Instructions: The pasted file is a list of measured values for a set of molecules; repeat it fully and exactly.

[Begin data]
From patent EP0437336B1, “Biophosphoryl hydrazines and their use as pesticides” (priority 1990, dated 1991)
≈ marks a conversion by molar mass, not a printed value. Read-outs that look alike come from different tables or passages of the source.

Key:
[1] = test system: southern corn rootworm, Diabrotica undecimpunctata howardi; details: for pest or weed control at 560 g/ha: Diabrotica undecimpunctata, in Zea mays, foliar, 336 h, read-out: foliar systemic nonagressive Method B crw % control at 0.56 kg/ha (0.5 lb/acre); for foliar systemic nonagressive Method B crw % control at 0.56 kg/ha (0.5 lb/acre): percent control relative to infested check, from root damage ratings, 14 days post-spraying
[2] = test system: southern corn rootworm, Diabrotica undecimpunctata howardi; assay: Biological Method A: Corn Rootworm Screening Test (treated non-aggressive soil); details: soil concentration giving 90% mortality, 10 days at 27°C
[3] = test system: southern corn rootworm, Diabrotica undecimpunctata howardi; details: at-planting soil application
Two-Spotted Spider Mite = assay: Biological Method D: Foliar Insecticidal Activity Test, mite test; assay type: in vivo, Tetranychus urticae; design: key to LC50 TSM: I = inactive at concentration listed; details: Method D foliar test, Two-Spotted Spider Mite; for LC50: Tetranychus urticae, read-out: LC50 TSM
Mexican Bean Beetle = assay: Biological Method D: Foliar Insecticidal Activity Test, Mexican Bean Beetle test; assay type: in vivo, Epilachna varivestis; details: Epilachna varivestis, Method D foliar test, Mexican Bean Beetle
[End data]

From patent EP0437336B1, “Biophosphoryl hydrazines and their use as pesticides” (priority 1990, dated 1991)
≈ marks a conversion by molar mass, not a printed value. Read-outs that look alike come from different tables or passages of the source.

Key:
[1] = test system: southern corn rootworm, Diabrotica undecimpunctata howardi; details: for pest or weed control at 560 g/ha: Diabrotica undecimpunctata, in Zea mays, foliar, 336 h, read-out: foliar systemic nonagressive Method B crw % control at 0.56 kg/ha (0.5 lb/acre); for foliar systemic nonagressive Method B crw % control at 0.56 kg/ha (0.5 lb/acre): percent control relative to infested check, from root damage ratings, 14 days post-spraying
[2] = test system: southern corn rootworm, Diabrotica undecimpunctata howardi; assay: Biological Method A: Corn Rootworm Screening Test (treated non-aggressive soil); details: soil concentration giving 90% mortality, 10 days at 27°C
[3] = test system: southern corn rootworm, Diabrotica undecimpunctata howardi; details: at-planting soil application
Two-Spotted Spider Mite = assay: Biological Method D: Foliar Insecticidal Activity Test, mite test; assay type: in vivo, Tetranychus urticae; design: key to LC50 TSM: I = inactive at concentration listed; details: Method D foliar test, Two-Spotted Spider Mite; for LC50: Tetranychus urticae, read-out: LC50 TSM
Mexican Bean Beetle = assay: Biological Method D: Foliar Insecticidal Activity Test, Mexican Bean Beetle test; assay type: in vivo, Epilachna varivestis; details: Epilachna varivestis, Method D foliar test, Mexican Bean Beetle